ARL Participating in Massachusetts Lobby Day for Animals on May 9
Want to show support for improving animal welfare in the Commonwealth – and meet other animal advocates just like you?
There is strength in numbers, so join the Animal Rescue League of Boston (ARL) and other local and national animal welfare organizations for Humane Lobby Day 2017 on Tuesday, May 9, 2017 at the Massachusetts State House!
Every spring, hundreds of supporters across the Commonwealth gather at the State House to ask their legislators to push for stronger animal-protection laws. On Humane Lobby Day, citizen animal advocates like you are invited to learn and practice lobbying for relevant animal welfare bills in the Massachusetts State Legislature.
Humane Lobby Day 2016
ARL will focus on informing legislators about how they can help increase awareness about important animal welfare, safety, and health issues among their constituents.
Tuesday, May 9, 2017 10:30 A.M. to 4:00 P.M. The Great Hall at the Massachusetts State House 24 Beacon Street, Boston, MA 02108
Attendance Fee: Please note that there is a $9 fee per attendee, which offsets the cost of lunch and materials. A formal speaking program, catered lunch, and special awards ceremony recognizing legislators for their work to help animals are also on the day’s agenda.
Registration will begin at 10:15 a.m., followed by remarks given by distinguished guests, and awards will also be handed out to certain legislators and staff for all their hard work for animal protection.
Click Here to register and get involved.
Please note: Registration for Humane Lobby Day will close on Thursday, May 4, at 6 p.m. so register today!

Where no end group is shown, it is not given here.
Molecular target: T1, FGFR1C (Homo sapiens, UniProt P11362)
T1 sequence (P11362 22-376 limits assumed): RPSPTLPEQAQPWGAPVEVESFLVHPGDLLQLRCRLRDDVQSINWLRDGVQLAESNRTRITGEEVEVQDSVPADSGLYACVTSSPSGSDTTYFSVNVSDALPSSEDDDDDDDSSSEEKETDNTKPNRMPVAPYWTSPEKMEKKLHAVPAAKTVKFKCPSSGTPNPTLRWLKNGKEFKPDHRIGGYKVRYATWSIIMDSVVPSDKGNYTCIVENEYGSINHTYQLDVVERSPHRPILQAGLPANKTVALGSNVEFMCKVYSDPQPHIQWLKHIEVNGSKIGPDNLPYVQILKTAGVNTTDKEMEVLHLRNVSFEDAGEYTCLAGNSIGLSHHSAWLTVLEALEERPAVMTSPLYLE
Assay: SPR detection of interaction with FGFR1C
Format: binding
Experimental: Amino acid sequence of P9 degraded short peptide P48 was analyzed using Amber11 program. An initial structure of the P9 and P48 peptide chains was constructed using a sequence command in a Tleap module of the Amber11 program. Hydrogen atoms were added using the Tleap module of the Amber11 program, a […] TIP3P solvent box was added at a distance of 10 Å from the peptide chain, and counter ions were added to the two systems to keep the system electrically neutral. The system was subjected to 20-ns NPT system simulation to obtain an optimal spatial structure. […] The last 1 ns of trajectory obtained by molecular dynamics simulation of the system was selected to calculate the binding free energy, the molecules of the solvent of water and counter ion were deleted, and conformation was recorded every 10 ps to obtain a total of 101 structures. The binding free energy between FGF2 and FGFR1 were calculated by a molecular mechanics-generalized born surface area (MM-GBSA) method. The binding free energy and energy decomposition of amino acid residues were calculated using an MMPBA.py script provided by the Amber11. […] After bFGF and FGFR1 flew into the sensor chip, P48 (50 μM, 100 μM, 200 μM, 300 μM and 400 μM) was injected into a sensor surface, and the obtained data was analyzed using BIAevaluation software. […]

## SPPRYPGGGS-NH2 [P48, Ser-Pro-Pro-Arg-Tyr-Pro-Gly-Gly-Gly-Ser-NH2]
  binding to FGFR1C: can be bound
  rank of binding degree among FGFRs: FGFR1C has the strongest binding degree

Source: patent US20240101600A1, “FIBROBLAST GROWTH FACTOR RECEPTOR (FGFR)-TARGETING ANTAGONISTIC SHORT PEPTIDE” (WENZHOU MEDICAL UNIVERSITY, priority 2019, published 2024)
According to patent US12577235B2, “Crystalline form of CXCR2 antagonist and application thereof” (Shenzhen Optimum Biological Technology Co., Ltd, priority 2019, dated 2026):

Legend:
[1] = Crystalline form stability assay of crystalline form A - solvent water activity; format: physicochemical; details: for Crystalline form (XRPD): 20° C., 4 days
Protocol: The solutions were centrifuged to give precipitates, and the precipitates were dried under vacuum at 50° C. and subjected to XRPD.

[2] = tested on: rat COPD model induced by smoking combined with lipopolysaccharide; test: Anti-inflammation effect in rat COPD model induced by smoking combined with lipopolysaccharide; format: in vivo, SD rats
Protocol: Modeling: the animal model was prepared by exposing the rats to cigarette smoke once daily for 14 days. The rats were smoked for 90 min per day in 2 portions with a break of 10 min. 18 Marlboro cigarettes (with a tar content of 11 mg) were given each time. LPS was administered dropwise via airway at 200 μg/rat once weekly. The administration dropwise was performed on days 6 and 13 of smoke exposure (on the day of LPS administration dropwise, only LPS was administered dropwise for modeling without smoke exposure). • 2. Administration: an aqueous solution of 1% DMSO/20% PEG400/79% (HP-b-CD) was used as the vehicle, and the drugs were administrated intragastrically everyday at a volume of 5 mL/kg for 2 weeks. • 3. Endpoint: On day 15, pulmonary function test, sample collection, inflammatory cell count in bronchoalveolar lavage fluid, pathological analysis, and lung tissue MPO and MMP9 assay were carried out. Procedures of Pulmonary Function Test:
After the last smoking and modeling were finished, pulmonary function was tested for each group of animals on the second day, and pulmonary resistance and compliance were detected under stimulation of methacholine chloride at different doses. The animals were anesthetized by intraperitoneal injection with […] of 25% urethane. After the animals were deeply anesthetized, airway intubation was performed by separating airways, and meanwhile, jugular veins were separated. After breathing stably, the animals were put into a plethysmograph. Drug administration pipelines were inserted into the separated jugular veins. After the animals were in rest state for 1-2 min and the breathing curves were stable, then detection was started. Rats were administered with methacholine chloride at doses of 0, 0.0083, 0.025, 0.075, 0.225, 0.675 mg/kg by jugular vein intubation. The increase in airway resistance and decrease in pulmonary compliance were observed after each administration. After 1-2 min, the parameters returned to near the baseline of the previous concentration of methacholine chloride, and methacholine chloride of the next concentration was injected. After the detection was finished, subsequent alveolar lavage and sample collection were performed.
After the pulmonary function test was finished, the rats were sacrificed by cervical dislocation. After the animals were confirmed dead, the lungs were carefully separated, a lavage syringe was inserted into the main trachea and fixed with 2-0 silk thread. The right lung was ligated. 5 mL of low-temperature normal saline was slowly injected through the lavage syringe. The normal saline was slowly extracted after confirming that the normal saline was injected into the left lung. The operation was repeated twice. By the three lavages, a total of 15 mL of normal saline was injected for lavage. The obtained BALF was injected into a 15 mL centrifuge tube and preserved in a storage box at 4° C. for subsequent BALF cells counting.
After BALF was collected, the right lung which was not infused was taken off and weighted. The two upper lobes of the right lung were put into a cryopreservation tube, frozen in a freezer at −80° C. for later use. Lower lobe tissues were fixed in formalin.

ARL Dedham to Offer Discounted Rabies Vaccines and Microchips
Historically an annual event, the Animal Rescue League of Boston’s (ARL) rabies and microchip clinic in Dedham missed 2016 due to construction. However with the state-of-the-art shelter facility completed, the clinic is ready to get back on track! From 9 a.m. to 1 p.m. on Saturday, April 8, ARL in Dedham will offer the following discounted services:
($15 for senior citizens)
Rabies Vaccine $10
($7 for senior citizens)
Pet owners should bring the certificate from the animals’ last vaccination. If they are within the date range (before the vaccination expires), ARL can give the animal a 3-year vaccine, but without proper documentation, it will only be a 1-year vaccine. Why have these services done? Rabies vaccines are mandated by law for all dogs and cats, and having a microchip implanted greatly increases the odds of your furry friend returning home if he/she decides to wander off and is taken in by a local shelter or Animal Control Officer.
Walk-ins welcome, and for more information, call the Dedham shelter at 781-326-0729 or email at email@example.com.
Signs first partnership agreement with Codman Square Academy Public School
We are incredibly grateful to the Cummings Foundation for selecting the ARL as a recipient of their “$100K for 100”grant! This grant affords ARL with the resources to launch an exciting multi-year partnership with the Dorchester, MA community to improve the health of the animals and the people who live within it.
The Animal Rescue League of Boston (ARL) is pleased to formally launch the “Healthy Animals— Healthy Communities” initiative and announce its first partnership project with The Codman Academy Charter Public School (CSAPS).
The Health Animals–Healthy Communities initiative, focused on the Codman Square Dorchester community, has three components:
- Create partnerships with community-based organizations to understand and support the link between the health of animals and people;
- Identify the need for community-based animal care services, and,